Grover Palmer gave 39 years of service to Central Virginia Electric Cooperative before retiring in 2002. Now that service continues in a different way as Palmer and his family are letting the co-op use their farmland for a solar installation.
Named after the retired working foreman and his wife, Wanda, the 41-acre Palmer Solar Center broke ground last month as part of a pair of five-megawatt facilities that together comprise the largest co-op solar project in Virginia. Both installations will benefit some 36,000 members of the Lovingston-based co-op under a 25-year power purchase agreement and should be operational in January.
“Uncanny” is how Central Virginia Electric Co-op’s Melissa Gay described the connection between the facility in Troy and Palmer, who retired in 2002.
“We didn’t tell [developer Coronal Energy] to ask Mr. Palmer. He has a lot of land. It’s such a coincidence that they found him,” added Gay, the co-op’s communications and administrative services manager.
Solar developer Coronal Energy selected the 41-acre parcel—which the Palmers had contracted out for several years to corn and soybean growers—because of its proximity to critical co-op infrastructure and its flat ground, a rarity in the service territory, said Kyle West, a vice president at the power producer.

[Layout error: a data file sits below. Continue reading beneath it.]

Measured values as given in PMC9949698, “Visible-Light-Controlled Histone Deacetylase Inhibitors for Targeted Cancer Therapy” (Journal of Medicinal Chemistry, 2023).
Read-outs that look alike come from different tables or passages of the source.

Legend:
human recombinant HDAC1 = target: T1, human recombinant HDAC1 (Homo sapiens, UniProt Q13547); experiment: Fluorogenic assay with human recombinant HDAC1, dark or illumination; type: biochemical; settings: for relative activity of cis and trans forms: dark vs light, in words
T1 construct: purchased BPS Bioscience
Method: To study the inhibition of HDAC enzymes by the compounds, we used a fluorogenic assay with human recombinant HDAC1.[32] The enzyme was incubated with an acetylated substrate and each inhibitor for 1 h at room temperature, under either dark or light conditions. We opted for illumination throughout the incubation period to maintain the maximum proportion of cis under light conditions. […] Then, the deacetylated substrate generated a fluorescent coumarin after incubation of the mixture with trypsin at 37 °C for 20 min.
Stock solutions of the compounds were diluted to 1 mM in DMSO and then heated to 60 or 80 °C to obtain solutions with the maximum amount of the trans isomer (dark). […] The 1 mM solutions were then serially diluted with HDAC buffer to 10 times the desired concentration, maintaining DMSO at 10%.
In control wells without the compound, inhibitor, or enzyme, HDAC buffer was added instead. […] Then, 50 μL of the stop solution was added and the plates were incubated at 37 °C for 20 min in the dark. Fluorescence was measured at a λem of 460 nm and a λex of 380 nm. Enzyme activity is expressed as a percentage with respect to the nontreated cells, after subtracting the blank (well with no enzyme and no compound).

The company approached Palmer about leasing the land last year. “In my many years of solar development, this is the first time the landowner has been a former employee of the utility,” said West.
Palmer was front and center at last month’s groundbreaking. He, too, didn’t realize the co-op connection at first. “I guess it’s all right,” said the plain-spoken Palmer.
Palmer is another example of co-op longevity. “Co-ops in general often have loyal, long-serving employees, particularly among his generation,” said Gay. “When we celebrate employee anniversaries, it’s not unusual for five or six employees, out of 102, to be observing 20 or even 30 years.”
Victoria A. Rocha is a staff writer at NRECA.